Freedom Park plays off the patriotic part of Tinley’s personality—with Veterans Parkway’s light poles decked with banners of veterans who sacrificed for their country, leading you out to 183rd Street. The interactive red, white and blue children’s playground is ideal for ages 6 and up.
Next to it is a state-of-the-art synthetic football and soccer field, a regulation baseball field, softball field, concession building. There is a fully accessible parking lot right in front.
If you have more time or are closer to the west side of Tinley, the next best park to check out is the six-acre Kiwanis Park, nestled between St. Stephens Church and Prairie View Middle School. The playground is perfect for kids 5 and up, smaller than Freedom Park but a little more quiet. And there’s a huge recreational field between the playground and the ball field, so your kids have a ton of wide open space—with parking right there on 175th (north of the playground) or you can park on the street on Bishop Road, right in front of the playground.
Tinley Park Dog Park is just under one mile away from Kiwanis Park as is the hidden gem of Town Pointe Park, which is a great opportunity to enjoy nature at its most majestic. Town Pointe is easy to miss. Located at 8400 179th St., a boardwalk winds you through a marsh/wetland, where you’ll see all types of wildlife. The park features a playground with a climbing structure, picnic tables, a pavilion and a soccer field.
On the far west side is the second largest park in the Tinley Park Park District, and that is Pottawattomie Park, named after the original inhabitants of the area. There’s a playground with a picnic shelter and a half-mile pathway that encompasses the park — I think Pottawattomie is the chillest of Tinley’s parks, great for a tranquil walk, run, jog or bike around this picturesque suburban setting.
Last but not least, if you’re in downtown Tinley, take a few mile drive north up Oak Park Avenue to St. Boniface Park. It’s across the street from Village Hall and just a few blocks south from 159th Street, which marks the start of the more commercial side of Tinley.
The same size as Kiwanis (just 6 acres), it was completely renovated last year and its playground is what I would call the most badass of Tinley’s playgrounds. The main play-set has the tallest tower of any of the nearby playgrounds in the Chicago Southland — the climb makes it more appropriate for kids 7 and up. It’s a striking play structure that instantly makes you think of a Tarzan tree house. Parents will want to go up and slide down, too. Because it is elevated, you get an absolutely beautiful view of the sunset whether you’re up that tower lookout or below at the balcony with the xylophone fence with beautiful music note art. The parking lot, baseball diamond and basketball were also a part of the renovation, along with the addition of a pickleball court.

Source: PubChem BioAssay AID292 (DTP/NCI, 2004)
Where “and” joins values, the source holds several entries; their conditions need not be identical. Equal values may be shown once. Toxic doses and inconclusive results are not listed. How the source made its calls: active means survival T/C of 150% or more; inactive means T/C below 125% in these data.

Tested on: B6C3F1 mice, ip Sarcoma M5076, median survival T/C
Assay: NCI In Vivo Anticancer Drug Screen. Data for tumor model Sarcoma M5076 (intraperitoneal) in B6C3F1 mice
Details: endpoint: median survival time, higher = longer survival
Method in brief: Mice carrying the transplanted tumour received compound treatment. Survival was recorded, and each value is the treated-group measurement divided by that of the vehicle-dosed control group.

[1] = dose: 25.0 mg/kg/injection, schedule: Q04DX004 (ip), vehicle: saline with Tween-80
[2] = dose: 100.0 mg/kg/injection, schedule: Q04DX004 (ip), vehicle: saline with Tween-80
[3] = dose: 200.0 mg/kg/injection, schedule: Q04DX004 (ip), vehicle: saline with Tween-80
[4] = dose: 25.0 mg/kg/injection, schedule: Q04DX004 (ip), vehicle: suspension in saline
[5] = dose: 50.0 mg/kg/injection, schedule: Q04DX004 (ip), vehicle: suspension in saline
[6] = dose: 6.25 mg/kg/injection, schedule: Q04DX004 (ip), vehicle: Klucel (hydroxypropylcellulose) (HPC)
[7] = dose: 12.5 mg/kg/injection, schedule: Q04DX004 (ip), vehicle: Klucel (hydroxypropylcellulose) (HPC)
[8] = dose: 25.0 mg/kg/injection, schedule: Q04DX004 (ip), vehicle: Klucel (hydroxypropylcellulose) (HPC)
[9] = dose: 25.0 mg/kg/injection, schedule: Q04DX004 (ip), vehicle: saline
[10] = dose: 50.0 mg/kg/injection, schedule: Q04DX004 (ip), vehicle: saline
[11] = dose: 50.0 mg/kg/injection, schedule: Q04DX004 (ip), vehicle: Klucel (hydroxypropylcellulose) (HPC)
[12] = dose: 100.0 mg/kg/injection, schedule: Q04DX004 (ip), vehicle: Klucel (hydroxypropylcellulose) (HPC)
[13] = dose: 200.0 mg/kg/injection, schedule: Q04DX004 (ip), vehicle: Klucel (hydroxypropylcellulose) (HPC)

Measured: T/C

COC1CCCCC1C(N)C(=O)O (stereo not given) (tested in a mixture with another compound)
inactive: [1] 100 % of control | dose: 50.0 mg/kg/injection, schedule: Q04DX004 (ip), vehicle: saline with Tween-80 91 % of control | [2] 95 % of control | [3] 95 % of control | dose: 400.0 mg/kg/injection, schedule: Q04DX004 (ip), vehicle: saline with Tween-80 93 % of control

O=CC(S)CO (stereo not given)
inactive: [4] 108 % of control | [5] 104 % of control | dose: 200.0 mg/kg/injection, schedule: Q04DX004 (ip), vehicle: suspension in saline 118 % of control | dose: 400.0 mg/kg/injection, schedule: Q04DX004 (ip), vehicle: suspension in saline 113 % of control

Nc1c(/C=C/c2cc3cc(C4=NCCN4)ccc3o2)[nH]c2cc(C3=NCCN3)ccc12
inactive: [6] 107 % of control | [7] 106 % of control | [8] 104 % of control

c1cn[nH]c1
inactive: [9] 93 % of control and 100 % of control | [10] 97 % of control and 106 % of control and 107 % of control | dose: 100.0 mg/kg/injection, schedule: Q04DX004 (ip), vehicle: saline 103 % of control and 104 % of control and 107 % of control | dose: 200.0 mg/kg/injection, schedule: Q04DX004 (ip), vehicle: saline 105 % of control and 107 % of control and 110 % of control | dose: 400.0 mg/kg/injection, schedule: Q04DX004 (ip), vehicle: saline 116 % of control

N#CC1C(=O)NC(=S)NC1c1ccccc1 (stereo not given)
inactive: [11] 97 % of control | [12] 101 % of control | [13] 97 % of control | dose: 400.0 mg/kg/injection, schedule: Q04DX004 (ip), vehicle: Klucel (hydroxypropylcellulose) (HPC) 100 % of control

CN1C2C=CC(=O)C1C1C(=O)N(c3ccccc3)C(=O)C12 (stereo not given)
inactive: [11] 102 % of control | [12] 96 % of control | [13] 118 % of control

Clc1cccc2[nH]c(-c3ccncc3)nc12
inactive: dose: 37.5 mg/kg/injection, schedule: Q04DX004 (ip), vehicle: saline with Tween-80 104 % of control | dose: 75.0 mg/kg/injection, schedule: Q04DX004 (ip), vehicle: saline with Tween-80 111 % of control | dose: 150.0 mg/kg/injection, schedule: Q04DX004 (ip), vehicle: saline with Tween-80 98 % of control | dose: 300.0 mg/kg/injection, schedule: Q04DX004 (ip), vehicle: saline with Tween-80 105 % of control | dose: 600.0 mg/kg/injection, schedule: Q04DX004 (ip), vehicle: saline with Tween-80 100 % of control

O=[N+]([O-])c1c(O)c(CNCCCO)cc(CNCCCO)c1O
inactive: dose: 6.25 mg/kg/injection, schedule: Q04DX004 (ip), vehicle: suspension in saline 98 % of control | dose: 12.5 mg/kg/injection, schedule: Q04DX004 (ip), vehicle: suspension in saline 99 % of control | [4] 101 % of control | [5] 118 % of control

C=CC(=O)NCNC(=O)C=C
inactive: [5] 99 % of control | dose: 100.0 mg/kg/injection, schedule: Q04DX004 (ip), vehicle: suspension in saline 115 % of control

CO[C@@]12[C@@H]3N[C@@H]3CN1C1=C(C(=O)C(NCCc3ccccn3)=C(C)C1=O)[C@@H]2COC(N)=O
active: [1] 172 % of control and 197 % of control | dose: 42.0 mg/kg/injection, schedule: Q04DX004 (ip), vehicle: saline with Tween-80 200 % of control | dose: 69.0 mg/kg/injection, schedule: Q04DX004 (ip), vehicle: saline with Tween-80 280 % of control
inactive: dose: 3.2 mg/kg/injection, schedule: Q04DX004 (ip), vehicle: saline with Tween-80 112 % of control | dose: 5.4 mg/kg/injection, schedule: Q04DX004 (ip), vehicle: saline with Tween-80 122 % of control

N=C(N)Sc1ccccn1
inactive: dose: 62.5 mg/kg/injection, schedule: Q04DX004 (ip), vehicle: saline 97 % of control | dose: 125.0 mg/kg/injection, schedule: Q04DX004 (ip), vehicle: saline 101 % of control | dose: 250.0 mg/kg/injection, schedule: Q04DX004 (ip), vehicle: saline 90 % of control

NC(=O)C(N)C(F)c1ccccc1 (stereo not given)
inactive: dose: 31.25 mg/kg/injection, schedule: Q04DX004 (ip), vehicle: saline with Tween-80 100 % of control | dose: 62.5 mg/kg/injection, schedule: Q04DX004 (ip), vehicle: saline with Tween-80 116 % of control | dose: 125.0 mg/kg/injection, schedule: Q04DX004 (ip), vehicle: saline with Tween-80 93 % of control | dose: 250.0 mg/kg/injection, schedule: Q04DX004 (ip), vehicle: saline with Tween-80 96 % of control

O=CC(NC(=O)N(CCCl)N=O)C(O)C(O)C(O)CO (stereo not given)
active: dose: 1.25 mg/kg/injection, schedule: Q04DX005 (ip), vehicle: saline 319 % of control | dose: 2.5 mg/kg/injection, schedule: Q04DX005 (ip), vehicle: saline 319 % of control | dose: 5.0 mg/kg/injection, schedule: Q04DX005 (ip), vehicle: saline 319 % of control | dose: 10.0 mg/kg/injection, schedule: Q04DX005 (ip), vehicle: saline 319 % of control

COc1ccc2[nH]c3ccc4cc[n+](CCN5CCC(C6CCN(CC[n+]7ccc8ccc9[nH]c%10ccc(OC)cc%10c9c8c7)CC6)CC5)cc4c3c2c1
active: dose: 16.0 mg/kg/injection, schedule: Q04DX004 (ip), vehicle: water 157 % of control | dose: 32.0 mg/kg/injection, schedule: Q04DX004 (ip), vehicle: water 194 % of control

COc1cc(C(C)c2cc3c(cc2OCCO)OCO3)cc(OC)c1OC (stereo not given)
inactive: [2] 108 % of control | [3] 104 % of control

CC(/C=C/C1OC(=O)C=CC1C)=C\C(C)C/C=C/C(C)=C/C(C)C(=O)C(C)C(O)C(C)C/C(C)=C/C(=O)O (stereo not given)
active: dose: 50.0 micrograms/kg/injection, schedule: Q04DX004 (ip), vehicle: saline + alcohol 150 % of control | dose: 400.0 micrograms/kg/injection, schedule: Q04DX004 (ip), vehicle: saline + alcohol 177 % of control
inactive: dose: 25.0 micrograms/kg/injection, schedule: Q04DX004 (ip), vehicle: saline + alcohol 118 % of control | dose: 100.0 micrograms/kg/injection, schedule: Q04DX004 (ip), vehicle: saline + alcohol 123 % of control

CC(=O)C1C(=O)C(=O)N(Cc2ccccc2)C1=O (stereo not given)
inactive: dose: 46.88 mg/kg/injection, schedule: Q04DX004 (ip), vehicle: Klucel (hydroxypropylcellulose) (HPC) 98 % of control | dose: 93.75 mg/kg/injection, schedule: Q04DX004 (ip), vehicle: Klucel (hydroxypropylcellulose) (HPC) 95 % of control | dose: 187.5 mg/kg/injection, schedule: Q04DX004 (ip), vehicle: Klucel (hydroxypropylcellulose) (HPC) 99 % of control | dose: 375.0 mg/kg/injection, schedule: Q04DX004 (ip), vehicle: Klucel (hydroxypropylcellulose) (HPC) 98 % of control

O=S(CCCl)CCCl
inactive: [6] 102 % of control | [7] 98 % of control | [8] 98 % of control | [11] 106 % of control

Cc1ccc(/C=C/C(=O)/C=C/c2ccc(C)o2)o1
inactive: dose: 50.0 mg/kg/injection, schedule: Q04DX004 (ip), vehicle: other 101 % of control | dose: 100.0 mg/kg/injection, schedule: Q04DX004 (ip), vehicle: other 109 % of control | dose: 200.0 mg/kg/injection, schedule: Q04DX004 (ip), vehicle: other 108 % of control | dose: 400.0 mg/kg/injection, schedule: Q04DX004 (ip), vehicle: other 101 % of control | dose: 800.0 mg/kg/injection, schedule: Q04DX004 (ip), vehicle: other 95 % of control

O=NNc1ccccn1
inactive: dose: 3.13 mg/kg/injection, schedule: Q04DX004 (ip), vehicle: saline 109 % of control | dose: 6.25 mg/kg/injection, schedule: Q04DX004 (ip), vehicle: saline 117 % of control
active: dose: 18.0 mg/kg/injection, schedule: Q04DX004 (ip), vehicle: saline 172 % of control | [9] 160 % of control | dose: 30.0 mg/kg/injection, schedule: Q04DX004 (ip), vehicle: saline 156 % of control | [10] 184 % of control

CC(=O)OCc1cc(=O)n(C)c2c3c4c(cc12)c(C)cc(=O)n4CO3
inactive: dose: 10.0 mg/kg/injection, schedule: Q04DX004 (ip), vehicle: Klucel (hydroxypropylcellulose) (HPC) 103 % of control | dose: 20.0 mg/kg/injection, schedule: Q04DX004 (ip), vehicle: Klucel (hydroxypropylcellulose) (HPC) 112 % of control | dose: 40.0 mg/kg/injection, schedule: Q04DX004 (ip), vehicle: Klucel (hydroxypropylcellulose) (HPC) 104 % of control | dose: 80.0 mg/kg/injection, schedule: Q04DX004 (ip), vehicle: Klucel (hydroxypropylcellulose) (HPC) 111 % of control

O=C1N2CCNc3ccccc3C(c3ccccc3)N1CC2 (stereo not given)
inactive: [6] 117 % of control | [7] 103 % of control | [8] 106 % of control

Address: 7950 167th St., Tinley Park
Inside is very much a blast from the past, but you’ll find a whole host of candy types you’ve never heard of, and every classic and current one you can’t forget. Parents will like that the large variety of candies and paraphernalia sold go for as low as 10 to 25 cents. Watch its Facebook page for specials.
Address: 16635 Oak Park Ave, Tinley Park
Every town has that little store where you can get those special ingredients and food goods from Europe, and Rubino’s Italian Imports is Tinley’s store. I am surprised every time I make a pilgrimage there to find things I thought I’d never see in America. For me, the challenge is not getting their party tiramisu in a sheet pan. And you have to try Rubino’s for a quick grab-and-go at its walkup deli at the far back wall of the store. One word: mortadella from Italy! Put it between Italian sub bread with mayonnaise spread, and you have yourself a proper sandwich. And if you don’t know what a corona bread sandwich is, you must order one — it will feed your family for lunch. The store celebrates its 28th anniversary Aug. 27 with fun merch and giveaways.